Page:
Opinion

Opinion | Michael A. Cohen

Sharpiegate isn’t just silly — it’s worrisome

WASHINGTON, DC - SEPTEMBER 04: U.S. President Donald Trump (R) references a map held by acting Homeland Security Secretary Kevin McAleenan while talking to reporters following a briefing from officials about Hurricane Dorian in the Oval Office at the White House September 04, 2019 in Washington, DC. The map was a forecast from August 29 and appears to have been altered by a black marker to extend the hurricane's range to include Alabama. (Photo by Chip Somodevilla/Getty Images)
Chip Somodevilla/Getty Images
President Trump referenced a map held by acting Homeland Security Secretary Kevin McAleenan while talking to reporters following a briefing from officials about Hurricane Dorian in the Oval Office. The map was a forecast from August 29 and appears to have been altered by a black marker to extend the hurricane's range to include Alabama.

In the larger scheme of things, the president of the United States using a Sharpie pen to mark up a National Hurricane Center weather map in order to back up his false claim that Alabama was in the path of Hurricane Dorian might not seem like a big deal.

But Trump’s increasingly erratic and bizarre behavior is far from benign. “Sharpiegate” is emblematic of the president’s frightening inability to accept and acknowledge reality.

For those not following the ins and outs of Trump’s latest obsession, it began last Sunday morning when the president tweeted a warning about Dorian and included Alabama in a list of states that “will most likely be hit (much) harder than anticipated.”

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Throughout the day, and into Monday, Trump continued to say publicly that Alabama was at risk. This was false. As the National Weather Service’s Birmingham office quickly pointed out “Alabama will NOT see any impacts from #Dorian.”

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This should have been the end of the story. But Trump could not let it go. On Monday he fired off another angry tweet that said Alabama being at risk “WAS true.”

It still wasn’t.

Then came Sharpiegate. And as if that wasn’t enough, Trump quadrupled down again Thursday with repeated claims that Alabama was at risk.

Beyond the obvious problem with having a president acting like a recalcitrant toddler, it’s dangerous for him to be needlessly spreading panic about a killer hurricane. It’s also against the law to publicize a false weather forecast.

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America needs a president who can in a moment of crisis — like an impending hurricane — be relied upon to tell the truth and not brazenly spread misinformation simply because he doesn’t want to admit that he made a mistake.

Yet, this is where we are as a country — and where we have been for two and a half years. Lest we forget, one of Trump’s first acts as president was to send out his hapless press spokesman, Sean Spicer, to falsely claim before assembled members of the media that the attendance at his swearing in was the “largest audience to ever witness an inauguration — period.”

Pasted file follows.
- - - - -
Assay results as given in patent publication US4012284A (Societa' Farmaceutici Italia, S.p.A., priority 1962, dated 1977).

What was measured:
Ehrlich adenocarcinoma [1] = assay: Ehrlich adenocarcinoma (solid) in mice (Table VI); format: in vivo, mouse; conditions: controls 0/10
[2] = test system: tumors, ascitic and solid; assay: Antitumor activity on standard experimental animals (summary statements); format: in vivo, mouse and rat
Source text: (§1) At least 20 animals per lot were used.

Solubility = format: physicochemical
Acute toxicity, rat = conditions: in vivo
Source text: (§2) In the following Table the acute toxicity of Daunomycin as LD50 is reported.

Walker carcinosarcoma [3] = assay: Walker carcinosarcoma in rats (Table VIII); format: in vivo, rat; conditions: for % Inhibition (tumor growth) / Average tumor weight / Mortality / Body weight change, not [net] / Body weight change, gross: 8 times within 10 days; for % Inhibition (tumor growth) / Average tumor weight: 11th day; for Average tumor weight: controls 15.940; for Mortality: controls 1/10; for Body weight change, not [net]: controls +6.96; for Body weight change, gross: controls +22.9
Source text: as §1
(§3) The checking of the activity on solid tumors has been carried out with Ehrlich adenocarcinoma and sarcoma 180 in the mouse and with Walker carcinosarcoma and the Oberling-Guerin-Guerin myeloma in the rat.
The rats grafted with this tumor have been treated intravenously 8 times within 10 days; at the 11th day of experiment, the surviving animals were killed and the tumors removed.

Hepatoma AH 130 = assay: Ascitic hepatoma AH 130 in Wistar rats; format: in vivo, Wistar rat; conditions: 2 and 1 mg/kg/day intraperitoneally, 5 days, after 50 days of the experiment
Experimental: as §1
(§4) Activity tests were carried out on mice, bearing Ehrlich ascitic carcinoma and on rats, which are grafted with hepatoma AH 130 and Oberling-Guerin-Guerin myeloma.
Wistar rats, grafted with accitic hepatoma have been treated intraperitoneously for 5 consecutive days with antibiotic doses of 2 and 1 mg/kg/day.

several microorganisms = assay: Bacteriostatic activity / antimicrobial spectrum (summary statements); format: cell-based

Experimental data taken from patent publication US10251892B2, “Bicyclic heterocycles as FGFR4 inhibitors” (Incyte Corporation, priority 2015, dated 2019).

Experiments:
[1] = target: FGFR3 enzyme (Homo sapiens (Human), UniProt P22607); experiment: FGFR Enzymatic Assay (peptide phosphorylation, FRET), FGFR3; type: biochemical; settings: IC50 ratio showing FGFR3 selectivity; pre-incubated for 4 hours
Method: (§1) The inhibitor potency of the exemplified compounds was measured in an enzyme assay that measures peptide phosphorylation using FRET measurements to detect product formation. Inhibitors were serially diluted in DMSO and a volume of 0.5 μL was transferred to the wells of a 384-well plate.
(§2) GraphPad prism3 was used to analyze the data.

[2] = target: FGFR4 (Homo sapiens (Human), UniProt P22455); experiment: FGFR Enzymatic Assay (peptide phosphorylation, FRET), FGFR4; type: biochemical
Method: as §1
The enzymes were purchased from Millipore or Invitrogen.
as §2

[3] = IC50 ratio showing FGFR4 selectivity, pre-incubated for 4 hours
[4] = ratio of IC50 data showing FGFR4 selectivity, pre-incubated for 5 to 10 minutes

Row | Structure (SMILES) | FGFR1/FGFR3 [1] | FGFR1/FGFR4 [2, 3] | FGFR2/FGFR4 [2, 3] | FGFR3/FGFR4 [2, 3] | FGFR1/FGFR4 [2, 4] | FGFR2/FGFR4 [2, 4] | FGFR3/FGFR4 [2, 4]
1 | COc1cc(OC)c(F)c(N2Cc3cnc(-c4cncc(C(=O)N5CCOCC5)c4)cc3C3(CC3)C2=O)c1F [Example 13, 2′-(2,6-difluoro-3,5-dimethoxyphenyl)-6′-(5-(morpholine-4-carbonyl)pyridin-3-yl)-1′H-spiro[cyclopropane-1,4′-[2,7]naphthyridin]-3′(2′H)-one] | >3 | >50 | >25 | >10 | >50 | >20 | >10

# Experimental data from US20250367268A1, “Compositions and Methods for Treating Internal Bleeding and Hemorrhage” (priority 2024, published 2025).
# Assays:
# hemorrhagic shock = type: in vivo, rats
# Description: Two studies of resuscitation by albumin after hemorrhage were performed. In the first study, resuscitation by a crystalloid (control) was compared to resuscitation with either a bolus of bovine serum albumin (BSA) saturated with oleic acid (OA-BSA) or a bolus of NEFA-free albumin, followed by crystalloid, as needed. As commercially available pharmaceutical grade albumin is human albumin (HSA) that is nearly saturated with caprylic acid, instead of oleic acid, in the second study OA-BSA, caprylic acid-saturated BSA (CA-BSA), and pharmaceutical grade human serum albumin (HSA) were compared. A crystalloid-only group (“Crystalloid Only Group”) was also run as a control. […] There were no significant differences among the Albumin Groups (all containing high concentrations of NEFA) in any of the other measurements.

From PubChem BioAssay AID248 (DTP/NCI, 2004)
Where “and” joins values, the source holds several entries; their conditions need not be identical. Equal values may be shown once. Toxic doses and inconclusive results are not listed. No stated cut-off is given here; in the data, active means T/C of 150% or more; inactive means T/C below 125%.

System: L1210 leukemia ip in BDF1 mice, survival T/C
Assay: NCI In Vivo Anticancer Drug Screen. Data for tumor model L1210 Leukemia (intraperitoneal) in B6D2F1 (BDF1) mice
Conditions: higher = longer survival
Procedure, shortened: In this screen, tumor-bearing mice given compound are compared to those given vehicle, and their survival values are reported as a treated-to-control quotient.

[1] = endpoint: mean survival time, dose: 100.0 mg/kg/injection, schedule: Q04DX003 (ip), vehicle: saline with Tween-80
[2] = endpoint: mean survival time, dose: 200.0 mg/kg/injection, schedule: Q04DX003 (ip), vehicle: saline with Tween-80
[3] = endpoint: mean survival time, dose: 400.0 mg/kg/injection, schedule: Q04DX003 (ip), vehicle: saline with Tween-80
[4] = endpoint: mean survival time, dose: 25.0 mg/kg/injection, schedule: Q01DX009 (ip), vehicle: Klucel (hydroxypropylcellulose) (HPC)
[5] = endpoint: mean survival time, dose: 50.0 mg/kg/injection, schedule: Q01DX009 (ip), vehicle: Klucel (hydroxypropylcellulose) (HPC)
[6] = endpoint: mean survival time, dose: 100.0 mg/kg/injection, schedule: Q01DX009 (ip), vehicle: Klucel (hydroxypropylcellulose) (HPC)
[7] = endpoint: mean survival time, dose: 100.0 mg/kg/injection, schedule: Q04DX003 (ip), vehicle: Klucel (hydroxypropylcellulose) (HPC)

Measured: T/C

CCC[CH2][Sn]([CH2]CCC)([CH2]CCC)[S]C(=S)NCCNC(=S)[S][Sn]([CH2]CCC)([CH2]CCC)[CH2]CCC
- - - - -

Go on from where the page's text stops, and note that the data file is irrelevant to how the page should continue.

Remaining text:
Since then we’ve seen much bigger lies, propagated in service of the president’s obstinacy. Trump continues to ignore or play down North Korea’s violations of international sanctions because he apparently doesn’t want to undermine his relationship with the nation’s leader, Kim Jung Un, and stop the flow of the beautiful letters between the two men.

He has consistently refused to acknowledge that Russia interfered in the 2016 election, for fear that doing so might diminish his own role in his presidential victory.

No matter how many times Congress makes clear that it won’t spend money on his border wall, the president refuses to take “no” for an answer. Now his administration is diverting money from military construction projects and disaster relief to pay for the wall — a troubling violation of Congress’s constitutionally defined power of the purse.

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Perhaps most disquieting is Trump’s increasingly disastrous trade war with China. Rather than acknowledge that his strategy has failed, Trump doubles down, causing more damage to the US economy — all because he can’t admit a mistake.

It’s bad enough that Trump refuses to discard his own delusions. He’s also roped in the federal bureaucracy. When Trump claimed last fall, without evidence, that “criminals and unknown Middle Easterners are mixed in” with migrant caravans in Mexico, administration officials scurried to push out false information backing up the president’s claims.

Now, the National Oceanic and Atmospheric Administration is offering no comment on Trump’s Dorian falsehoods — basically allowing the president’s lie to stand.

A president of the United States who makes up his own facts and refuses to entertain the idea that he is fallible, combined with yes-men and bootlickers who are willing to enable this madness, is a recipe for disaster. What if the United States found itself in an international crisis? It’s frighteningly easy to imagine Trump using military force or going to war simply to avoid admitting that he got something wrong.

Yes, Sharpiegate is a silly story and one more reason to laugh in astonishment at Trump’s behavior, but it also encapsulates everything that makes the president such an unstable and dangerous figure.

A president who is, in effect, creating his own reality is no laughing matter.

Michael A. Cohen’s column appears regularly in the Globe. Follow him on Twitter @speechboy71.